Internet is cheaper, much much cheaper than India. For Rs. 1600/- ($40) per month you get unlimited download and crazy speed.

Electricity, Gas, Heater, Water etc is equivalent or may be cheaper than Mumbai. It would come down to Rs. 1500-1600 ($40) per month depending upon the usage. But during winter the bill shoots up to almost Rs. 4000/- ($100) per month if you use the heater a lot.

Fitness is free if you get up early in the morning and go running to parks or go for hiking on weekends. Some parks have machines for workout which can be used for free. But if you have to join some Gym / Sauna then it might workout a bit expensive than Mumbai.

Haircut, would cost around Rs. 300 – Rs. 400 ($7-$10) for men and Rs. 400 – Rs. 600 ($10 – $15) for women.

Maids are appointed by hour. And they do all household cleaning, ironing etc. in that hour. For an hour of services they charge around Rs. 400 ($10) so instead of calling them everyday people call maids once a week. For detailed information on Maid Service you can check this article on KMK’s blog.

Entertainment can be expensive depending upon where you want to go. A movie ticket would cost you Rs. 350/- ($10) per head. And popcorn and all would cost you somewhere between 100-200 rs ($2-$5). Parks are mostly free but some might charge you for the entry if it is well maintained. Art galleries and museums would charge you some entry fee.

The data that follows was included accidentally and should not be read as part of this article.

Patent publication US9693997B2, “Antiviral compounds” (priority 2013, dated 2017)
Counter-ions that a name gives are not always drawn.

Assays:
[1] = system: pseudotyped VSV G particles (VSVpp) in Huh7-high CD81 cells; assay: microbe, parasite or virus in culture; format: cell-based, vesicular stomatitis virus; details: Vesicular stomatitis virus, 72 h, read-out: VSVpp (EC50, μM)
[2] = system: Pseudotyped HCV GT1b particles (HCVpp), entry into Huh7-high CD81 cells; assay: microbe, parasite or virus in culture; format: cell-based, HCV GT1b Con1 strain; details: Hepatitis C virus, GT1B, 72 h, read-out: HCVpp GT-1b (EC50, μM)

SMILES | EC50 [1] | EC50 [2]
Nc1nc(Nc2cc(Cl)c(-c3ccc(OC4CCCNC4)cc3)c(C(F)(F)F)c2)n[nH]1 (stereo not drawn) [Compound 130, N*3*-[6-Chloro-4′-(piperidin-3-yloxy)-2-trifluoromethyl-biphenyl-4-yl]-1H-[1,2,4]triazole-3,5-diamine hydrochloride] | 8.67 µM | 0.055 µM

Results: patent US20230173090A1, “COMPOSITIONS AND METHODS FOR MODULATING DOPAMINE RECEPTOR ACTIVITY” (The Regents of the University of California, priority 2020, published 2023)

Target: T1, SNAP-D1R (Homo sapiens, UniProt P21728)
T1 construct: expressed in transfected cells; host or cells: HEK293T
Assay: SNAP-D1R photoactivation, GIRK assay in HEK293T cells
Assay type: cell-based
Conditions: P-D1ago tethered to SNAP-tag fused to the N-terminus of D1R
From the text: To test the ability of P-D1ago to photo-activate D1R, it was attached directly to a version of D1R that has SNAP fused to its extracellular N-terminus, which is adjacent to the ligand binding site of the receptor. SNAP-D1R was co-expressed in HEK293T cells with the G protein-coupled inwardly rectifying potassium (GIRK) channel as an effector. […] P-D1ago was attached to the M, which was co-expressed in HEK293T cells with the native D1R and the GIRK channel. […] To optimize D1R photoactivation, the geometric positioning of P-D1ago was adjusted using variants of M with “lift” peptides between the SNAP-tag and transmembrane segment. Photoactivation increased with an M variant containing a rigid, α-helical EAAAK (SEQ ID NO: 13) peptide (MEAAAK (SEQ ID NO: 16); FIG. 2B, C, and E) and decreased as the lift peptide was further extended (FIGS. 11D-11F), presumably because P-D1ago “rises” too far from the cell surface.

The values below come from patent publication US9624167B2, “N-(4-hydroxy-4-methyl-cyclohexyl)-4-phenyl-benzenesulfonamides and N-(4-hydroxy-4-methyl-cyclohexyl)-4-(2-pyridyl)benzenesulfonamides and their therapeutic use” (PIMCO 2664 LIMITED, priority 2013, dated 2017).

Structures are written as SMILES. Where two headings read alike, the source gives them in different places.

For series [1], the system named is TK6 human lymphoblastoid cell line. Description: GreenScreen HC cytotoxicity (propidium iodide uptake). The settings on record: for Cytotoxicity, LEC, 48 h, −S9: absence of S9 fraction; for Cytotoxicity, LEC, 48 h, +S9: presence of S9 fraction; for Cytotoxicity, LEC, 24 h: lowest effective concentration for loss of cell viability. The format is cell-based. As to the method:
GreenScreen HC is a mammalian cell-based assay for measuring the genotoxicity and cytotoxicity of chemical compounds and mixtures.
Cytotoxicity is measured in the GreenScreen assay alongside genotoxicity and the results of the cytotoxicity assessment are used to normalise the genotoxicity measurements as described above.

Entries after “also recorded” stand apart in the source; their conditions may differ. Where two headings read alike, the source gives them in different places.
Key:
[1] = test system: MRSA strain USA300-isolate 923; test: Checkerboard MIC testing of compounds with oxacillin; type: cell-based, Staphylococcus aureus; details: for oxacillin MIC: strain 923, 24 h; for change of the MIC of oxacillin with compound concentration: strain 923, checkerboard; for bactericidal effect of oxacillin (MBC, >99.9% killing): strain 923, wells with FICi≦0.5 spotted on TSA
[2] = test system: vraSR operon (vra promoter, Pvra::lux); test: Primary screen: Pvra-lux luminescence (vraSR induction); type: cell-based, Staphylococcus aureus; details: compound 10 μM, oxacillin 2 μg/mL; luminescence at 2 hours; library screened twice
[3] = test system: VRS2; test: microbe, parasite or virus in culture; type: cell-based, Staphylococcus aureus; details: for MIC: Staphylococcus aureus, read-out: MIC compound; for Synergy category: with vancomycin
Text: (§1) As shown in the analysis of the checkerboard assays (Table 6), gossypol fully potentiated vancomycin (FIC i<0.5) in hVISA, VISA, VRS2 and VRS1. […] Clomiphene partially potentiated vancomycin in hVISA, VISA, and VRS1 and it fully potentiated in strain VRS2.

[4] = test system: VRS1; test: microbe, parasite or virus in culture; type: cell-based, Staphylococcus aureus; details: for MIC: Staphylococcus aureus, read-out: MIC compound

Education for kids is expensive and is a different topic of discussion altogether. But lot of kids study in Korea. So may be I am not the right person to answer this.

Well thats about it…. if there is anything else specific you want to know then just put a comment and I’ll find it out for you..  For more details you can also check my previous article on Cost of Living in Seoul, Korea.





Lost in Translation

3 03 2010

If this is the first time you are visiting Korea and you are planning to stay here for a long time then it is important for you to visit the Seoul Global Center.  SGC was launched recently keeping in mind the problems faced by foreigners who come to Korea for job or a short visit.

The common problem faced by every foreigner coming to Korea for the first time is that they get lost in the Translation. They cannot speak Korean and most Koreans cannot speak English. So at that moment they need a mediator and that is where SGC comes into picture. Not necessarily to help you in your day to day translation but to help you get settled.

SGC can help you in many a ways. They can help you in resolving your conflicts, teaching you Korean language, give you some orientation on Korean Culture, help you in buying a mobile, making new friends etc. etc.

You can visit their website for more information: http://global.seoul.go.kr/

And you can also read their blog where they have very informative article: http://www.seoulcityblog.com/